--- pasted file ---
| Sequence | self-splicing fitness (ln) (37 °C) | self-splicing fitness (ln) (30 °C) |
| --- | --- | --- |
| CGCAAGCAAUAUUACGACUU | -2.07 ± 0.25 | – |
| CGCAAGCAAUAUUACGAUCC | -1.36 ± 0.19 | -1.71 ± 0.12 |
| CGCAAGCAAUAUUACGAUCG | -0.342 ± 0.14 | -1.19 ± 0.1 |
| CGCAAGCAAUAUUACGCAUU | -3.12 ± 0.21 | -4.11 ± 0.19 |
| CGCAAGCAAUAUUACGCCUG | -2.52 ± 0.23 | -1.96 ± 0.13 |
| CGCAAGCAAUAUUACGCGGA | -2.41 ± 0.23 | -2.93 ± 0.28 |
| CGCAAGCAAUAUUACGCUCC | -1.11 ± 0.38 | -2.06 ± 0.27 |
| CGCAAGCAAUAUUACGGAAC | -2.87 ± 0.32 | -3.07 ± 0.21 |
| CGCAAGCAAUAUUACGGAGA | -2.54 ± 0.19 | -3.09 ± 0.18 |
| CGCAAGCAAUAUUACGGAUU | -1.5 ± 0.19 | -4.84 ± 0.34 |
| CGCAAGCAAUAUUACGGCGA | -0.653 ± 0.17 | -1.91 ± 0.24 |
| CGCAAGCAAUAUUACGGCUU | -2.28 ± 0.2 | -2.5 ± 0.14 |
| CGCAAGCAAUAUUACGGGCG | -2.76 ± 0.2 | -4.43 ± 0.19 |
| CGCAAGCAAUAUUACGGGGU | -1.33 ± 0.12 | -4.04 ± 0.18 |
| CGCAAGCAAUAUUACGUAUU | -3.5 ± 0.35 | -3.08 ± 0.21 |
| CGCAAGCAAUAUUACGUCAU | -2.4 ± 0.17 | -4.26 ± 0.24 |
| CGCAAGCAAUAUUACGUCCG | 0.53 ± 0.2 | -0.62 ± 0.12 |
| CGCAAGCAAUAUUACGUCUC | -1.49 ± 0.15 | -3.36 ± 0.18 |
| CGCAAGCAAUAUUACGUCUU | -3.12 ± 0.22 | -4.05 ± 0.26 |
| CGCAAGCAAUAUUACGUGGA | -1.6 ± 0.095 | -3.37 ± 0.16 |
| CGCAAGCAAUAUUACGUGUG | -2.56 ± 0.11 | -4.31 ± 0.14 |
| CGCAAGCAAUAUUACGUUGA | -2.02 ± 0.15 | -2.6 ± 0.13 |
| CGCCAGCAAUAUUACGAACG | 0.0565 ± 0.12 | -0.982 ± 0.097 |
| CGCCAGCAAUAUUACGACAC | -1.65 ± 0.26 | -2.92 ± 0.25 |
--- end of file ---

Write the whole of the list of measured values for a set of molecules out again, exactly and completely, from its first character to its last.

| Sequence | self-splicing fitness (ln) (37 °C) | self-splicing fitness (ln) (30 °C) |
| --- | --- | --- |
| CGCAAGCAAUAUUACGACUU | -2.07 ± 0.25 | – |
| CGCAAGCAAUAUUACGAUCC | -1.36 ± 0.19 | -1.71 ± 0.12 |
| CGCAAGCAAUAUUACGAUCG | -0.342 ± 0.14 | -1.19 ± 0.1 |
| CGCAAGCAAUAUUACGCAUU | -3.12 ± 0.21 | -4.11 ± 0.19 |
| CGCAAGCAAUAUUACGCCUG | -2.52 ± 0.23 | -1.96 ± 0.13 |
| CGCAAGCAAUAUUACGCGGA | -2.41 ± 0.23 | -2.93 ± 0.28 |
| CGCAAGCAAUAUUACGCUCC | -1.11 ± 0.38 | -2.06 ± 0.27 |
| CGCAAGCAAUAUUACGGAAC | -2.87 ± 0.32 | -3.07 ± 0.21 |
| CGCAAGCAAUAUUACGGAGA | -2.54 ± 0.19 | -3.09 ± 0.18 |
| CGCAAGCAAUAUUACGGAUU | -1.5 ± 0.19 | -4.84 ± 0.34 |
| CGCAAGCAAUAUUACGGCGA | -0.653 ± 0.17 | -1.91 ± 0.24 |
| CGCAAGCAAUAUUACGGCUU | -2.28 ± 0.2 | -2.5 ± 0.14 |
| CGCAAGCAAUAUUACGGGCG | -2.76 ± 0.2 | -4.43 ± 0.19 |
| CGCAAGCAAUAUUACGGGGU | -1.33 ± 0.12 | -4.04 ± 0.18 |
| CGCAAGCAAUAUUACGUAUU | -3.5 ± 0.35 | -3.08 ± 0.21 |
| CGCAAGCAAUAUUACGUCAU | -2.4 ± 0.17 | -4.26 ± 0.24 |
| CGCAAGCAAUAUUACGUCCG | 0.53 ± 0.2 | -0.62 ± 0.12 |
| CGCAAGCAAUAUUACGUCUC | -1.49 ± 0.15 | -3.36 ± 0.18 |
| CGCAAGCAAUAUUACGUCUU | -3.12 ± 0.22 | -4.05 ± 0.26 |
| CGCAAGCAAUAUUACGUGGA | -1.6 ± 0.095 | -3.37 ± 0.16 |
| CGCAAGCAAUAUUACGUGUG | -2.56 ± 0.11 | -4.31 ± 0.14 |
| CGCAAGCAAUAUUACGUUGA | -2.02 ± 0.15 | -2.6 ± 0.13 |
| CGCCAGCAAUAUUACGAACG | 0.0565 ± 0.12 | -0.982 ± 0.097 |
| CGCCAGCAAUAUUACGACAC | -1.65 ± 0.26 | -2.92 ± 0.25 |